Tomorrow, GOP congressional leaders are expected to unveil their long-awaited Contract With America II. Or maybe they’ll decide to be hip and call it Contract With America 2.0!
Personally, I would have avoided the whole “Contract” language, given the obvious comparisons it will draw to a) the original Contract, which Republicans hardly fulfilled, and b) the Contract From America that tea party groups have put together, a name that does a much better job of conveying that the people mad at government right now are looking for politicians who are ready to take the public’s orders — and not to tell them which orders they’d be OK with carrying out and which ones they’ll ignore.
And the man with one of the biggest megaphones on the right, Georgia’s own Erick Erickson, is already warning about one of the public’s orders the GOP is already poised to disregard:
There will be good points we will all love [in the new Contract]. But what will be missing will make it a wasted exercise by a party that still shows little sign of getting exactly why it lost power in 2006.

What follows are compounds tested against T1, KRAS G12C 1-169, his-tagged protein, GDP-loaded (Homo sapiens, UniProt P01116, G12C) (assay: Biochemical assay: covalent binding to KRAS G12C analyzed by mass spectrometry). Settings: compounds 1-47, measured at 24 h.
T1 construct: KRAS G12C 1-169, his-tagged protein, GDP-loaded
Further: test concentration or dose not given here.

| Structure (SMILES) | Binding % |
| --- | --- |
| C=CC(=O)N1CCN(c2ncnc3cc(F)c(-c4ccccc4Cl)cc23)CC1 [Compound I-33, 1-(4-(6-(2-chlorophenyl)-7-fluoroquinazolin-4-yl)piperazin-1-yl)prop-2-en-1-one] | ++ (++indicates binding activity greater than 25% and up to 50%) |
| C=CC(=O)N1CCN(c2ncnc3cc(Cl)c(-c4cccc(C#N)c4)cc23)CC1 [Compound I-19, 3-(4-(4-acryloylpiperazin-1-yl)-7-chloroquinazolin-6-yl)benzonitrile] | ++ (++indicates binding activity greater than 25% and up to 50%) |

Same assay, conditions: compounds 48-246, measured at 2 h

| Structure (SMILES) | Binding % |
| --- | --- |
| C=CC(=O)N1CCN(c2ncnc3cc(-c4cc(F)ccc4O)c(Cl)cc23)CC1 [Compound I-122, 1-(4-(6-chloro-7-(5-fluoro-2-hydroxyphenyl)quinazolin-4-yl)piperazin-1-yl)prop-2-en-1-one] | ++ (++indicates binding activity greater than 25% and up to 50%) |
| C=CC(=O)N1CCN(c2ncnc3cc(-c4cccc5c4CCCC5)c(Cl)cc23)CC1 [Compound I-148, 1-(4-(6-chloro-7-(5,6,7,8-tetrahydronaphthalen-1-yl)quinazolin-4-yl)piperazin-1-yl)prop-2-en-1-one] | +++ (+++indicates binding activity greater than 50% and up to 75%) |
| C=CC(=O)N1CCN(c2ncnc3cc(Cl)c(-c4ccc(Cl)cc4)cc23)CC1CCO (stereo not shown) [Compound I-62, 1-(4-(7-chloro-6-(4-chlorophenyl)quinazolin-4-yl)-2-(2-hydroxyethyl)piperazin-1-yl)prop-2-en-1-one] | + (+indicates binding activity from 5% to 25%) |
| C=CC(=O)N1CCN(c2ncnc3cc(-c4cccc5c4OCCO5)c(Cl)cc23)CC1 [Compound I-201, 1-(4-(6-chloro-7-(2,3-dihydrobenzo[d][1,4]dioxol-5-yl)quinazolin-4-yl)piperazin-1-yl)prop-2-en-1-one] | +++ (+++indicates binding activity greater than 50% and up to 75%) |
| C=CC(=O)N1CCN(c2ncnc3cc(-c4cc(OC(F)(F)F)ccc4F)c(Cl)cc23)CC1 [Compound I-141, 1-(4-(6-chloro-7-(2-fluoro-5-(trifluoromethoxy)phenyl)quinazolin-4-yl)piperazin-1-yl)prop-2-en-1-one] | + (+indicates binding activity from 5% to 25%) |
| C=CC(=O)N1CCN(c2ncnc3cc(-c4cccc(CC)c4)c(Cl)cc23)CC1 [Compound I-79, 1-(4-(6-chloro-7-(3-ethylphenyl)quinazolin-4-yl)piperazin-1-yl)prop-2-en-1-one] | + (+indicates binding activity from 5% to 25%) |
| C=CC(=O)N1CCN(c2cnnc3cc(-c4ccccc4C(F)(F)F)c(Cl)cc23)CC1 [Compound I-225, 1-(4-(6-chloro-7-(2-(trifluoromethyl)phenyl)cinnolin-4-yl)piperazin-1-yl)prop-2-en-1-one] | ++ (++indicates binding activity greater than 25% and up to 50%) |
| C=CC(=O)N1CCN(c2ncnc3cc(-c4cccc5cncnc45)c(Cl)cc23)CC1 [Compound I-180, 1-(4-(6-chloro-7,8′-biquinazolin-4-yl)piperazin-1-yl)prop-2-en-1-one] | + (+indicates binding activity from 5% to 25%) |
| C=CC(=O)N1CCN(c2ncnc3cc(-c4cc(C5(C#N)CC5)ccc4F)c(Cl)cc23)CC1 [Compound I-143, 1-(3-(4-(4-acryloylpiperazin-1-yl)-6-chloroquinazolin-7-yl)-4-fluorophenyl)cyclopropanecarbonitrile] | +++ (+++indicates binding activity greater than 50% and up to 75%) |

One of the best examples of how terrible this thing will be is the lack of an earmarks ban. It’s not sexy, but cutting off the gateway drug to big government in critically important. Earmarks have been used by the leadership of both parties to pass every bad piece of legislation in the last several years.
Right now, the House GOP has a conference rule prohibiting earmarks. The Democrats have no such rule. That the GOP is not willing to extend the ban across the aisle via House Rules is a clear sign they really just don’t get it.
While the Illusion with America will surely defund Obamacare and rein in the regulatory zeal of the Obama administration, I hear it will do nothing about already enacted regulations, will have very little in it relating to a pro-family agenda, and most troubling it will most definitely not rein in the federal government itself.
That last bit, which relates directly to earmarks, is the most disturbing. The government should secure our borders. The government shouldn’t be funding abortions. The government shouldn’t be pushing Obamacare. Putting these in Contract 2: Back to Power are such no-brainer issues, you can hardly call them bold or exciting. Republicans have been campaigning on these for a year now. But there are major other areas the government should not be involved in.
Without, at minimum, an earmarks ban and a repeal of the Congressional Budget and Impoundment Control Act of 1974, we are left asking one question: where the hell is the check on government itself, including on a Republican Party whose last foray into the majority saw a number of them hauled off to jail in scandals largely related to earmarks and spending?
Read the whole thing at RedState.com.